I was spooning vanilla yogurt into a measuring cup today when it dawned upon me that the entire process—container to spoon to measuring cup to spoon to bowl—wasn’t just a waste of dishes, it was a waste of time. It was ridiculous. I was being ridiculous.
Last I checked, yogurt was not a common culprit for weight gain. Chocolate. Cheese. Bagels. McDonald’s. Sure. But yogurt? Not so much. In fact, I’m pretty sure yogurt is advertised as healthy. It has calcium, makes our bones strong, makes us strong.
And I was measuring my consumption!
This isn’t something I do every day. In fact, this isn’t something I do at all. Which, according to my too-tight shorts leftover from last summer, is the problem.
So this morning I redownloaded My Fitness Pal, an app that helps you count calories and encourages you to measure yogurt, back onto my phone.
Two summers ago when I counted calories, it didn’t feel quite so ridiculous. It felt healthy, maybe because I was using it alongside a workout plan that involved lots of running and recipes that turned pancakes healthy. But today, in the kitchen, with a bowl of vanilla yogurt, it felt nothing but ridiculous.
Because I am not fat.
For Lent this past year, I gave up body-shaming thoughts. Maybe not an act quite as holy as the Church was looking for, but I figured if God made me this way and loves me this way, then who am I to not love myself? So I stopped calling myself fat when the button of my jeans dug into my belly and I stopped thinking dresses would look cuter if my legs were just a bit thinner. I also started a 30-day paleo cleanse during this period.
During those thirty days, I ate fruits, vegetables, nuts, and fish.
I didn’t begin the cleanse to lose weight. In fact, I wasn’t really thinking about weight. The cleanse was done as an attempt to uncover which foods were causing my face to break out and my stomach to hurt. I became pretty good in the kitchen during the cleanse, finally learning how to cook cod and cauliflower. I also stopped being so hungry for chocolate and cheese as I snacked on carrot sticks and clementines.
Midway through, I stepped on a scale.
I’d lost seven pounds and that changed things. I didn’t suddenly see the cleanse as a way to help the inside of my body, but instead to improve the outside of my body. To make me skinnier.
On Day 28 of the cleanse, I was at a diner with my sister and she was ordering a shrimp burger and I was asking the waitress if there was any way I could order just two eggs and she was looking at me like I had two heads made of eggs, and I thought to myself: Is this worth it? At that point, I was doing it just to do it, to say I ate nothing but fruits, vegetables, nuts, and fish for thirty days. It wasn’t about my face or my stomach. Is this worth it?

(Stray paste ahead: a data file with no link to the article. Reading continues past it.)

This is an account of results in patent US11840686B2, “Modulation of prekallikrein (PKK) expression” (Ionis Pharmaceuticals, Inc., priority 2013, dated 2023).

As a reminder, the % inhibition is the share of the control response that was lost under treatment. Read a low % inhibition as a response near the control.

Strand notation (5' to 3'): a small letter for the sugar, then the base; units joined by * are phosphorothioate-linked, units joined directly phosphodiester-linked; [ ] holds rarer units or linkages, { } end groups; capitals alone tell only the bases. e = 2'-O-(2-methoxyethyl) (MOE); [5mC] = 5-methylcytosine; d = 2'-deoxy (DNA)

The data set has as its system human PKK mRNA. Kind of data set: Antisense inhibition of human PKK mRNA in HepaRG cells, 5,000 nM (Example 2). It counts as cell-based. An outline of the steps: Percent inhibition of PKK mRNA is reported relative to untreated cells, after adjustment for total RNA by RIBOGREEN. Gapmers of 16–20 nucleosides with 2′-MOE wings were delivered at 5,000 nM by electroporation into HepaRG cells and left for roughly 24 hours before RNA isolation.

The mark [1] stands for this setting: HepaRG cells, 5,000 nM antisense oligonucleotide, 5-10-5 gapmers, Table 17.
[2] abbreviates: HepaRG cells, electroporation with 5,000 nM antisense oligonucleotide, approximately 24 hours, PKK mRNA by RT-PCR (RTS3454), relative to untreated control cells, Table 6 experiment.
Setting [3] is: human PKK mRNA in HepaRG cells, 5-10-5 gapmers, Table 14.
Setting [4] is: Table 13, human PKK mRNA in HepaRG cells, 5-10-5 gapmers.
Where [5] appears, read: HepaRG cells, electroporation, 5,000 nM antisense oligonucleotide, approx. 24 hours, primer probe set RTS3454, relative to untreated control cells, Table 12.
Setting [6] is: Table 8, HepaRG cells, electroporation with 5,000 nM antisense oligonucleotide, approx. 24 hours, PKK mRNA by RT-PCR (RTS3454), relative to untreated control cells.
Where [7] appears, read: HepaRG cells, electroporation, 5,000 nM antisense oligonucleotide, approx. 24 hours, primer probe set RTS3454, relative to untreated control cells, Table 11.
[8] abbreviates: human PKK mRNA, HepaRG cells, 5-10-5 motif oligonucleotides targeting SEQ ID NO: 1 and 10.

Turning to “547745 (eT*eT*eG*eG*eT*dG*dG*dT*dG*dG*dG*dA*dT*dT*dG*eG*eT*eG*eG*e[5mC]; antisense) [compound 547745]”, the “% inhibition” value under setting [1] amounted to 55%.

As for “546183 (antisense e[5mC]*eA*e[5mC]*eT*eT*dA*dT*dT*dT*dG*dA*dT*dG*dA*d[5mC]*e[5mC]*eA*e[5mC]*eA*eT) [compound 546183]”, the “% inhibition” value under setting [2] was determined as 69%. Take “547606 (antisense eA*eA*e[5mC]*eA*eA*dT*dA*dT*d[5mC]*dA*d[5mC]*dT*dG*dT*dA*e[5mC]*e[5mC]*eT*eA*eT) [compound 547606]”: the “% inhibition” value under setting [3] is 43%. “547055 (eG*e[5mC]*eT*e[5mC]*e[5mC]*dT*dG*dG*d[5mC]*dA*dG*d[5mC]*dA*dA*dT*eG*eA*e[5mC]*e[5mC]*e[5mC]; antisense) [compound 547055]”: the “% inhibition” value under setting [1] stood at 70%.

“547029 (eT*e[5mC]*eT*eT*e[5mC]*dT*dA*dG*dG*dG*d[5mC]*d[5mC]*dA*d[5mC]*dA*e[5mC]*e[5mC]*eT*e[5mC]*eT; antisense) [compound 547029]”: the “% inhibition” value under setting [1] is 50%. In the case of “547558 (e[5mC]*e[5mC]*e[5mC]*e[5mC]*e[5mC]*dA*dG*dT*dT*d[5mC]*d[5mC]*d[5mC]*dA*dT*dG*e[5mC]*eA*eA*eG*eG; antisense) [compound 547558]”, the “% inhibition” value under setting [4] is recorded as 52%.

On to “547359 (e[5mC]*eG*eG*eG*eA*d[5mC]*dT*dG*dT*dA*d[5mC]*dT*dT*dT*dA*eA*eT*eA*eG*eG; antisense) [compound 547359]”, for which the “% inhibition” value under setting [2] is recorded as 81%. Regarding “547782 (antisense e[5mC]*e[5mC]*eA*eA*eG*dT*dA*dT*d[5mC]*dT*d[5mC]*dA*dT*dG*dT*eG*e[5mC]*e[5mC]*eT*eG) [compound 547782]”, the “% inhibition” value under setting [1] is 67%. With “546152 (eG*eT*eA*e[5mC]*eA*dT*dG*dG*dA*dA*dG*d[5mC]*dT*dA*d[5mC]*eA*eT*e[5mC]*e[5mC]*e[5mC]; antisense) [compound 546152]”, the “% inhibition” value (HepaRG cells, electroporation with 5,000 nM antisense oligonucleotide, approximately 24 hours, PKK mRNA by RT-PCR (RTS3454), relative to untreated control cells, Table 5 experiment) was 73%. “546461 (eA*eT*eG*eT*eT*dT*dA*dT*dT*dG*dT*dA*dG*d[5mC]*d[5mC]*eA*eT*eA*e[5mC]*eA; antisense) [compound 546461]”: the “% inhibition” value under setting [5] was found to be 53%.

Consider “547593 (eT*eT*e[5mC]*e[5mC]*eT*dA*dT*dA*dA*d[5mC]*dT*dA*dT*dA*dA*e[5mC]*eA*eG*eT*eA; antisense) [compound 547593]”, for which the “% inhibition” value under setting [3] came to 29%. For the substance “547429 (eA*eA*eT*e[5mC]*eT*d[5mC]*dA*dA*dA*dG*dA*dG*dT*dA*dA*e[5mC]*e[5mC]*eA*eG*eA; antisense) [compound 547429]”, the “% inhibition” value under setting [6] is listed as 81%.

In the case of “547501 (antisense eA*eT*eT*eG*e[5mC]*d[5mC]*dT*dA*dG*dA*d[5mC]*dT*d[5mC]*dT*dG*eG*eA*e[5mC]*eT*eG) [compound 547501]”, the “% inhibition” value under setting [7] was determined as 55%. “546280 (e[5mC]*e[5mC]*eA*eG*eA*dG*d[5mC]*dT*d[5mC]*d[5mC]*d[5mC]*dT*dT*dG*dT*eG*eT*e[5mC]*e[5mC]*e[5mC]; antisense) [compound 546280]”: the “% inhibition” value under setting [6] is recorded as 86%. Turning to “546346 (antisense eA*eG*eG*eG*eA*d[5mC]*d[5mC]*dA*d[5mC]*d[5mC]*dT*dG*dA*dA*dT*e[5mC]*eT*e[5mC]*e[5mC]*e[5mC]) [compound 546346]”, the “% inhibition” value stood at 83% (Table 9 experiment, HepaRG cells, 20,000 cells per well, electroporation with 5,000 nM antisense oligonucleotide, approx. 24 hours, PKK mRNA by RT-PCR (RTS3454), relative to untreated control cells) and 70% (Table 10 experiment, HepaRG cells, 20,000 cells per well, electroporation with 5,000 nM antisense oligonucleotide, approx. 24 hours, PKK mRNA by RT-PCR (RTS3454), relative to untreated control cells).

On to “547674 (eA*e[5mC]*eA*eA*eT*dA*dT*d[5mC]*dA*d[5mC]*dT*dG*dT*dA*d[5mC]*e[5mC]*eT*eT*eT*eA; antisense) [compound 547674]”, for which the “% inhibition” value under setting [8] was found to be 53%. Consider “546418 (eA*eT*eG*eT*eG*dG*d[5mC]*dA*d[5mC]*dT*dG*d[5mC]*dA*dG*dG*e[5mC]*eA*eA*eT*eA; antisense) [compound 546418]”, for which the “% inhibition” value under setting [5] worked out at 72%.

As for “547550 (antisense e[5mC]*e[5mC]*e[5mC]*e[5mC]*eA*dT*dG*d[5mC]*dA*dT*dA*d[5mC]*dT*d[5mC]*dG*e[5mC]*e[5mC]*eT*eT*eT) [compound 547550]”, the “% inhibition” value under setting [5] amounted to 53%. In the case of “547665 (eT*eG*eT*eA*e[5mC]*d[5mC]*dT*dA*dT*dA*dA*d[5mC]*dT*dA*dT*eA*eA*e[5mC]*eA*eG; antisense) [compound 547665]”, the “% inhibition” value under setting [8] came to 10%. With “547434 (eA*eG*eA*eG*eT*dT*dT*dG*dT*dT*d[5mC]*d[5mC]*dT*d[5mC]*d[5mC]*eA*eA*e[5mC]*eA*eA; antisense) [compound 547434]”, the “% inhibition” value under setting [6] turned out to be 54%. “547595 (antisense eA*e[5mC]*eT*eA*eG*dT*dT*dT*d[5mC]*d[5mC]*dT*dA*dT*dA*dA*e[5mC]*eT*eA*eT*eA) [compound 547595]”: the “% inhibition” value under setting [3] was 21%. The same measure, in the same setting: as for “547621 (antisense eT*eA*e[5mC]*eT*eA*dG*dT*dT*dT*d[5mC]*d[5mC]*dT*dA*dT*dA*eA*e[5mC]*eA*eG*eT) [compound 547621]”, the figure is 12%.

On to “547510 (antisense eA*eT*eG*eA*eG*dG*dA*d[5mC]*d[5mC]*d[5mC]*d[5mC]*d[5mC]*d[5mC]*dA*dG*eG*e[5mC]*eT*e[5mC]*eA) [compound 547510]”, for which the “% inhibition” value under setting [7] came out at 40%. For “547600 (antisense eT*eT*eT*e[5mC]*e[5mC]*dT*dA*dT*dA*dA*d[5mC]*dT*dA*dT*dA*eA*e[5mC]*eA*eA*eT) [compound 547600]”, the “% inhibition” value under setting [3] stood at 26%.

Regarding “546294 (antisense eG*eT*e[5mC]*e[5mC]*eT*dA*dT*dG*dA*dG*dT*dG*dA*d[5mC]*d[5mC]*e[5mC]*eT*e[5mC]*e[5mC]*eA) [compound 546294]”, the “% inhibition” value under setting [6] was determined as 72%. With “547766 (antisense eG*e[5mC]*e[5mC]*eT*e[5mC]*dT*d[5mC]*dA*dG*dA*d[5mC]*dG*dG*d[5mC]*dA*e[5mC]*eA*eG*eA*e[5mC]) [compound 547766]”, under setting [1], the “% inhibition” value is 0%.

I stopped the cleanse in that diner on Day 28. I ordered a lentil burger and sweet potato fries and I enjoyed every damn chipotle-mayo dipped bite.
Life, I realized, is not meant to be spent in a diner watching your sister enjoy a shrimp burger while you sit on watching, drinking the chemical-tasting lemon water. Maybe it’s also not meant to be spent with Netflix and chocolate peanut butter popcorn, but there has got. to. be. a. balance.
That balance is not yogurt in a measuring cup.
Today, while scooping the yogurt, I reminded myself of my Lenten mantra: you are not fat. And I believed it.
I. AM. NOT. FAT.
I am a sister and a daughter and a reader and a chai tea-drinker.
I am twenty-three and free and happy and spinning in the wind as sunshine pours down on me.
I am pale and covered in sunscreen and praying as waves crash down.
I am hopeful and sometimes tired and a baker of the greatest oat cakes.
I am cranky during movie interruptions and sad when the rain cancels plans.
I am in debt with library fees and confused by parking garages and a fan of vanilla yogurt.
I am growing.
I am growing.
I am growing.
I am not fat.
So when I try on last summer’s crop tops or a pair of high-waisted shorts I bought when I was nineteen, I remind myself of this.
I AM GROWING.
And then a surge of gratefulness surges through me because this girl who grows, she is the happiest she’s ever been and she smiles more than she ever has. She spends time with those she loves and she buys birthday presents and makes cards and cookies and flies on swing sets and she throws love around like glitter at a Ke$ha concert. She doesn’t try to measure it.
So this girl, the one who grows, she turns the bathroom scale upside down, and tosses the measuring cup in the sink, leaving the dishes for later, and she scoops as much yogurt into the bowl as she feels hungry for. Because she doesn’t want to look back on such a happy time and remember it as the year she ate calcium from a measuring cup.